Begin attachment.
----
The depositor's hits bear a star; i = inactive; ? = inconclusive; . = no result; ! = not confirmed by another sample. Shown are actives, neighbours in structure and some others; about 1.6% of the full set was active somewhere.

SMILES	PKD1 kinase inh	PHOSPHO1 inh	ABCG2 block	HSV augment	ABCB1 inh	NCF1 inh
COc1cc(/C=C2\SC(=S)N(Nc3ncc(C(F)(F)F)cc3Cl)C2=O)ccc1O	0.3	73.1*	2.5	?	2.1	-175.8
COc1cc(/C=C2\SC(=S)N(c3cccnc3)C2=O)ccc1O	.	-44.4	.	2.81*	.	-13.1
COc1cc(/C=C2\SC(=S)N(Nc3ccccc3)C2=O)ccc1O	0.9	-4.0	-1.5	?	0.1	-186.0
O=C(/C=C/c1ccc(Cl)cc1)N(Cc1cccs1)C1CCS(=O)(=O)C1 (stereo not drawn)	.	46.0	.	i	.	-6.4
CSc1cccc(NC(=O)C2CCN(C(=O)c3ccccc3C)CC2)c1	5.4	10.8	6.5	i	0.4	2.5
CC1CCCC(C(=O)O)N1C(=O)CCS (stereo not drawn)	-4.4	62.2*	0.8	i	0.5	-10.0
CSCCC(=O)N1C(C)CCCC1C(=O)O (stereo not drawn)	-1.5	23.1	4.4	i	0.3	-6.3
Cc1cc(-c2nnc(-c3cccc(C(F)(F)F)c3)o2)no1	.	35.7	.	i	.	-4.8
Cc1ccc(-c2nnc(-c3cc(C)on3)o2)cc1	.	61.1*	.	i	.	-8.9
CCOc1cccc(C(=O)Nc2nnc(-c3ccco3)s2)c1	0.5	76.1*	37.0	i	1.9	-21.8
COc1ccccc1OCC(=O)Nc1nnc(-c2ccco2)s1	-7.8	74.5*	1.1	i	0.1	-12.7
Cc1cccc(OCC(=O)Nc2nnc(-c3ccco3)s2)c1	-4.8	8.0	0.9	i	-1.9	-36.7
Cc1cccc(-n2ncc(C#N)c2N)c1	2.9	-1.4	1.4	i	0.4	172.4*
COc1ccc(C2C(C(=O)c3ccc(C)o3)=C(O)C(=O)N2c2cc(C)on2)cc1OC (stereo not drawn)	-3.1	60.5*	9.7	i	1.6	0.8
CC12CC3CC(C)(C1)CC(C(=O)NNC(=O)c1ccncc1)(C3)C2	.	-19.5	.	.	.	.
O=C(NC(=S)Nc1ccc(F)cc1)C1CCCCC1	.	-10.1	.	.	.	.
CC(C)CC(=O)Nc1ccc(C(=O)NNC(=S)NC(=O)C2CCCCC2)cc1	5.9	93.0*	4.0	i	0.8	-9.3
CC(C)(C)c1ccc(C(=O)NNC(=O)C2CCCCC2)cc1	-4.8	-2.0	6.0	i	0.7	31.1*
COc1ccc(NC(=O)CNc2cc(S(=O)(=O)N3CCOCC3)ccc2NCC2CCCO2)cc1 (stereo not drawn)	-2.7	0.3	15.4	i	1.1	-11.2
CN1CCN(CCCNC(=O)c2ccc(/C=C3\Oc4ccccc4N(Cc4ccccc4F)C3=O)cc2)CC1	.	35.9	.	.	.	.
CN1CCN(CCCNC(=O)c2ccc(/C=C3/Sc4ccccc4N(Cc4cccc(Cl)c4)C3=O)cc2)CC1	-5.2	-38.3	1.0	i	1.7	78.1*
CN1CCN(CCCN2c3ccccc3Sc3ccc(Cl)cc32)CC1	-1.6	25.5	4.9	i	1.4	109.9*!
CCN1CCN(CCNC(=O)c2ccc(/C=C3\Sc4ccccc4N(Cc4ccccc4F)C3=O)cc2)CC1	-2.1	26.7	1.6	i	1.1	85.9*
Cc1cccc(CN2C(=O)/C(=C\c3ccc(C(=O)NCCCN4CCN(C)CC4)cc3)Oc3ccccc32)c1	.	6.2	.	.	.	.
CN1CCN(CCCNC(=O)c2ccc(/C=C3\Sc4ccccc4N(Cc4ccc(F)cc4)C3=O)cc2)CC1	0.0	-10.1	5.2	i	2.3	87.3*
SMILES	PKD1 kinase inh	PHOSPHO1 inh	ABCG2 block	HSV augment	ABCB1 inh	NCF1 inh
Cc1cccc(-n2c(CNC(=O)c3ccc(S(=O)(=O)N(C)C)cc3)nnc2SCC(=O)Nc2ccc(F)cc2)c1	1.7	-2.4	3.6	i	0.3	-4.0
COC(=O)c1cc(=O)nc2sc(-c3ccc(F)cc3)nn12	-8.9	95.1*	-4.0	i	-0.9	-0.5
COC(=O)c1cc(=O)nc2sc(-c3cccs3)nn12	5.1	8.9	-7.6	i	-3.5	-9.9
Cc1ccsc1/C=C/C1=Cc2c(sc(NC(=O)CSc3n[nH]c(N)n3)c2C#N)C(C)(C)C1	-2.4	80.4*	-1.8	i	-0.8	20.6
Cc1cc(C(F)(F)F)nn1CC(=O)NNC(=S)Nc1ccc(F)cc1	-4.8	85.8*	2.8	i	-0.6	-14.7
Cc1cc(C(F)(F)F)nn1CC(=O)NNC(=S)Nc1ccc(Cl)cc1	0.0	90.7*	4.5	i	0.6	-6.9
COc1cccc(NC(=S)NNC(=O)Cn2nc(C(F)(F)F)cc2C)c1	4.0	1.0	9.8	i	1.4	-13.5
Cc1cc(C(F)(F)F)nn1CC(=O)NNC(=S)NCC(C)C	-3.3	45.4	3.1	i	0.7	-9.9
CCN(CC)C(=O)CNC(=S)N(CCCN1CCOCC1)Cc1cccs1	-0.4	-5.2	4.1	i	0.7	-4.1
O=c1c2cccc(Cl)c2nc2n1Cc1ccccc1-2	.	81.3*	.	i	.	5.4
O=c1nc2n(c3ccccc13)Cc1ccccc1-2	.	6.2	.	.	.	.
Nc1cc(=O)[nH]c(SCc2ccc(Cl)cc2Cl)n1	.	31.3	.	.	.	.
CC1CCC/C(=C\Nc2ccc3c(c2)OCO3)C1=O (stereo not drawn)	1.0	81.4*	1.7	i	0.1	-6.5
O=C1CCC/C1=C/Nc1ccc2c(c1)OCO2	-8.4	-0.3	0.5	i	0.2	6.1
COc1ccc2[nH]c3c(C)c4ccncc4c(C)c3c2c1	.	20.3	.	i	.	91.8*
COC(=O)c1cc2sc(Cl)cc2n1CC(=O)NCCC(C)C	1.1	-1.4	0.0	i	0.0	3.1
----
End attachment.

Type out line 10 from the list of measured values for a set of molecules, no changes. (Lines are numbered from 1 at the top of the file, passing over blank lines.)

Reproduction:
Cc1cc(-c2nnc(-c3cccc(C(F)(F)F)c3)o2)no1	.	35.7	.	i	.	-4.8